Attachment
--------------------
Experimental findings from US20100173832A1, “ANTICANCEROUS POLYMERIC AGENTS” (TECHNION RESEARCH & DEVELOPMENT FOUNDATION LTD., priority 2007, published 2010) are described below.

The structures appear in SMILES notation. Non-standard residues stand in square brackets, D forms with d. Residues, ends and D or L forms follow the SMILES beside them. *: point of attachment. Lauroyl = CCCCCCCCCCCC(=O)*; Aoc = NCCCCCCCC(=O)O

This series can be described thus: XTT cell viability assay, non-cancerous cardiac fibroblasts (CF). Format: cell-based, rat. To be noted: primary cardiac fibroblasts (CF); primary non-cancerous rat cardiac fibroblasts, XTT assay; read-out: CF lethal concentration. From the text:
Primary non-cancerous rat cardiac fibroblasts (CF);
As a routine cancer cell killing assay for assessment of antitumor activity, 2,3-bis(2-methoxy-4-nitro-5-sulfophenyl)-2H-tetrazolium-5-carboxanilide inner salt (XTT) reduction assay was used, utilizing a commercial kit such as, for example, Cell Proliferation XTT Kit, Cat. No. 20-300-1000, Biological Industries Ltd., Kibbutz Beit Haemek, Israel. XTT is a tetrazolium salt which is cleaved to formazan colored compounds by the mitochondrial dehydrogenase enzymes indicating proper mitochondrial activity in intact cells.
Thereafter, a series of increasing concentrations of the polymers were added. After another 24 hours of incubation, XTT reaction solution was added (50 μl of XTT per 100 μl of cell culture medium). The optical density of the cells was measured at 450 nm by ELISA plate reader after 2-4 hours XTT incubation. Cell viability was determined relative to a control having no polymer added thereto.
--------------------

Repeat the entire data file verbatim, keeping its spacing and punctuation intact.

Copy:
Experimental findings from US20100173832A1, “ANTICANCEROUS POLYMERIC AGENTS” (TECHNION RESEARCH & DEVELOPMENT FOUNDATION LTD., priority 2007, published 2010) are described below.

The structures appear in SMILES notation. Non-standard residues stand in square brackets, D forms with d. Residues, ends and D or L forms follow the SMILES beside them. *: point of attachment. Lauroyl = CCCCCCCCCCCC(=O)*; Aoc = NCCCCCCCC(=O)O

This series can be described thus: XTT cell viability assay, non-cancerous cardiac fibroblasts (CF). Format: cell-based, rat. To be noted: primary cardiac fibroblasts (CF); primary non-cancerous rat cardiac fibroblasts, XTT assay; read-out: CF lethal concentration. From the text:
Primary non-cancerous rat cardiac fibroblasts (CF);
As a routine cancer cell killing assay for assessment of antitumor activity, 2,3-bis(2-methoxy-4-nitro-5-sulfophenyl)-2H-tetrazolium-5-carboxanilide inner salt (XTT) reduction assay was used, utilizing a commercial kit such as, for example, Cell Proliferation XTT Kit, Cat. No. 20-300-1000, Biological Industries Ltd., Kibbutz Beit Haemek, Israel. XTT is a tetrazolium salt which is cleaved to formazan colored compounds by the mitochondrial dehydrogenase enzymes indicating proper mitochondrial activity in intact cells.
Thereafter, a series of increasing concentrations of the polymers were added. After another 24 hours of incubation, XTT reaction solution was added (50 μl of XTT per 100 μl of cell culture medium). The optical density of the cells was measured at 450 nm by ELISA plate reader after 2-4 hours XTT incubation. Cell viability was determined relative to a control having no polymer added thereto.